Is True Sustainability Sustainable?
I equate striving for sustainability—the practice of not depleting the Earth’s resources—with achieving a certain harmony. On my way to Machu Picchu, I can’t help but observe how the indigenous people in Peru live. The distance from farm to table here sometimes is no more than a few yards. Textiles are made locally, guinea pigs are raised in one part of a room and baked in another, meat and fruits and vegetables are grown at home and might be sold at a farmer’s market, housing is made of adobe bricks and tin roofing. I do not think the people here are doing all of this because there is any other viable alternative.
Sustainability by Choice
I think of how many of us pursue sustainable living in the United States by consuming organic, locally grown fruits and vegetables (to the extent feasible and convenient, just don’t wonder too much where your coffee beans come from, or most of your spices), by drinking cold-pressed juice, by seeing a yogi and an acupuncturist, by using bamboo for kitchen floors or buying artisan-made mugs from which to sip green tea. So many of us, myself included, think we practice sustainability while still getting a full head of highlights, facials, manis and pedis, new fashion—even if made of organic fiber—every season, Kindles, notebooks, iPhones. I can’t help but wonder who is paying for all of this personal sustainability, or how we are paying for all of it, and if the means by which we are earning an income is really helping the Earth in any substantive way.
I also think about what people, myself included, interested in sustainability here want: perhaps we want everyone to eat more locally grown food, to purchase more locally made products, to live in more recyclable housing. Please treat the Earth better so our kids’ lungs won’t be black, their air will be clear, the water swimmable, drinkable. Poor people practice sustainability because they have to, and wealthy people practice it because they want to while I wonder about what the poor people living sustainably would want to do if there were more income on their side of the spectrum.
Sustainability of Necessity
I can’t help but think about what the indigenous people of Peru want, even as they live very sustainably. What they might be wishing for is dental work, a better roof, a place in the city. My guide tells me that old traditions are being lost here, because the kids don’t want to continue the ways of life of their parents and grandparents; the kids want to head to cities. They want to go to school. They might like an iPhone.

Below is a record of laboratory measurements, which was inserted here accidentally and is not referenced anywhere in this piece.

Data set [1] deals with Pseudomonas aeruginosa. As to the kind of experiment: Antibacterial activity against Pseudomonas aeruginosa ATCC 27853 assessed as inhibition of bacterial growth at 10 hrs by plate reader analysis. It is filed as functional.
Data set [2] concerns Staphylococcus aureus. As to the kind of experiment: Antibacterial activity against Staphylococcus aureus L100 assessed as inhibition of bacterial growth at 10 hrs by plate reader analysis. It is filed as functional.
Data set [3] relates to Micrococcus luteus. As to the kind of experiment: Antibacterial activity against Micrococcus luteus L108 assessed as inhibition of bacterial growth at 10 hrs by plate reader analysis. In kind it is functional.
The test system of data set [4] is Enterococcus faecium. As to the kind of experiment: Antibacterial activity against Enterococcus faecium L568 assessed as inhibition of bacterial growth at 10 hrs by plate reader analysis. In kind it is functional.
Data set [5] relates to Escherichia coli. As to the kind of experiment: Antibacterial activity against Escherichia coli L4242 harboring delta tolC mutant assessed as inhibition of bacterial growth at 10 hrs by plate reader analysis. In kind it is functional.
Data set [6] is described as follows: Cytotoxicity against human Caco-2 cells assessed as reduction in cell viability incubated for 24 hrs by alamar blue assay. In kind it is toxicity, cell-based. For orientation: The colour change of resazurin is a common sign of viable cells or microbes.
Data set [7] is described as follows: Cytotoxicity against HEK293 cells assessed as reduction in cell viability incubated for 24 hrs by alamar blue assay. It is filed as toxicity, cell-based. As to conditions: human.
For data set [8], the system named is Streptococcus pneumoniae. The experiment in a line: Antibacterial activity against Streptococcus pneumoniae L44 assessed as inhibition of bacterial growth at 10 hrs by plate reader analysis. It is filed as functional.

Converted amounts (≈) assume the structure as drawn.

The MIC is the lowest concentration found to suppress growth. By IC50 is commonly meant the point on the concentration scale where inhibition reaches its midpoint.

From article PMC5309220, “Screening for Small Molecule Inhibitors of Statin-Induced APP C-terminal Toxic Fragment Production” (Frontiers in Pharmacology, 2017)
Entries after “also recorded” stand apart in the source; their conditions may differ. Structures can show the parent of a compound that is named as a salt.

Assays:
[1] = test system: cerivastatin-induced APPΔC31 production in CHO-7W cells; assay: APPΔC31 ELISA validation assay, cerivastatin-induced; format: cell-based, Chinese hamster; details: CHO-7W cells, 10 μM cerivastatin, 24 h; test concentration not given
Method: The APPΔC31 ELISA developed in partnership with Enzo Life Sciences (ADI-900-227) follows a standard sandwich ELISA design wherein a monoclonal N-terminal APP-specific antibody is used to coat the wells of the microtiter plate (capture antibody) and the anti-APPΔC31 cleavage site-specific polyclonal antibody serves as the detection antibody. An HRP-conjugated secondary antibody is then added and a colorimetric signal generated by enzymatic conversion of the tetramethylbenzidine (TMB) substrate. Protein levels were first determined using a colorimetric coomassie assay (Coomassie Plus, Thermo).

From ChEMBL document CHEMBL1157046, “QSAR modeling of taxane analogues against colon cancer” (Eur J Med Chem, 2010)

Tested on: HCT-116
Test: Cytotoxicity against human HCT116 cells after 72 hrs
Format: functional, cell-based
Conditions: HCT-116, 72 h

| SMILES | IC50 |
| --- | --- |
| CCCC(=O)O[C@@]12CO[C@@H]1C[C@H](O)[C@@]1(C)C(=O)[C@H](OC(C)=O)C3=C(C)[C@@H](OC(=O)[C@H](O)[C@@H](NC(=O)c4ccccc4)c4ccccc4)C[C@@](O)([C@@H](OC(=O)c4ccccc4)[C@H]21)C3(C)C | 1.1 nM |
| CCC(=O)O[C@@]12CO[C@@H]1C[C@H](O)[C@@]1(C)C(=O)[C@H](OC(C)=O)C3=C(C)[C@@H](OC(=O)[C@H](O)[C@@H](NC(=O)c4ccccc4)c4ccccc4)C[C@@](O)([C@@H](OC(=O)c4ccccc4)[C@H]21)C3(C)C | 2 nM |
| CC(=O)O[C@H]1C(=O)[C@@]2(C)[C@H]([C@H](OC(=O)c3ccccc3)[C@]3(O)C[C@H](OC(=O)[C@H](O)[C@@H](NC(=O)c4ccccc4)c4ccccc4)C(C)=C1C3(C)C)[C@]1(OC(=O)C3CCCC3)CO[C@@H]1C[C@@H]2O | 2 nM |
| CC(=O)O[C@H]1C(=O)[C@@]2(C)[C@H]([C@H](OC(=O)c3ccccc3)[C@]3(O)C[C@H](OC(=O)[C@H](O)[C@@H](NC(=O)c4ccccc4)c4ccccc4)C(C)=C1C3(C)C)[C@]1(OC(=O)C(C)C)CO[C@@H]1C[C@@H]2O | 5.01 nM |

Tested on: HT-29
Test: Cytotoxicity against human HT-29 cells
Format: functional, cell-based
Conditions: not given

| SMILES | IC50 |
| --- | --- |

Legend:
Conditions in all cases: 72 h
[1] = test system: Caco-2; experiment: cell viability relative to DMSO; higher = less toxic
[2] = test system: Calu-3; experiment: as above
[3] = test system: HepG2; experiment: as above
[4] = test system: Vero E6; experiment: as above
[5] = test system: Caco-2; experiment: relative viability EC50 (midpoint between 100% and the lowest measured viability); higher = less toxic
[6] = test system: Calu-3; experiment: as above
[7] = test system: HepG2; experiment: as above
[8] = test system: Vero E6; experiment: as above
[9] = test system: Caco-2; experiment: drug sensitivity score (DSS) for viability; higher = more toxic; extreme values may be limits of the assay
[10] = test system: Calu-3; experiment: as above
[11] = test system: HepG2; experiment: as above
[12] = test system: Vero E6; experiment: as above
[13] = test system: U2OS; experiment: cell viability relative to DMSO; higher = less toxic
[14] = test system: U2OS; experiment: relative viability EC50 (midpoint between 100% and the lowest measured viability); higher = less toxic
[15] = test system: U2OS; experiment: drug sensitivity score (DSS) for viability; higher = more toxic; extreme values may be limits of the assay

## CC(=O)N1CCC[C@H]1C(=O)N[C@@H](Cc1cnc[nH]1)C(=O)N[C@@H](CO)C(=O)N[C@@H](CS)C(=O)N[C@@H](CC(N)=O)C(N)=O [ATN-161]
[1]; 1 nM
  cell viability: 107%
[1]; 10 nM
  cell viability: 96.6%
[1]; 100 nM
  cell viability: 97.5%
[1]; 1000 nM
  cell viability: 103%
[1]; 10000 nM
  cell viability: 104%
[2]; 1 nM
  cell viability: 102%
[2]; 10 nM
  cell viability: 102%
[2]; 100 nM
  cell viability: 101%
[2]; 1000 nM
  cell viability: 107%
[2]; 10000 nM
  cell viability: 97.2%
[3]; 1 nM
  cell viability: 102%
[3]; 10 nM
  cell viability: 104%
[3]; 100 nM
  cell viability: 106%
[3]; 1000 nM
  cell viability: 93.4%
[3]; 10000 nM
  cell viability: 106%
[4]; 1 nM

What I also see is a standard of living that needs to rise. My guide tells me that unemployment in some part of this country reaches 28 percent. My guide books tell me that export of coca leaves helps bolster income. It looks to me like building codes are few here. I understand that many people do not have health insurance. I am not certain incomes can increase while ensuring the natural beauty of Peru, or while conserving its historic sites.
We in wealthy nations can do so much more to become less of a disposable society. Here in Peru, in its markets, I see all parts of butchered animals—heads, tongues—for sale as food. Alpaca wool is used to make sweaters; alpaca meat is on sale at the market. Resources are used fully. I don’t see a lot of waste. I see indigenous people selling their wares to tourists.
How could income be increased in Peru? By inviting more tourists in, or by exporting more goods or natural resources seem like logical choices to me. But then, doesn’t the Earth suffer just a bit more with either choice? As I travel here and marvel at the tranquility of this place, I can’t help but wonder whether true sustainability—the practice of not depleting the Earth’s resources while treating workers well and paying them decent wages—is even possible.
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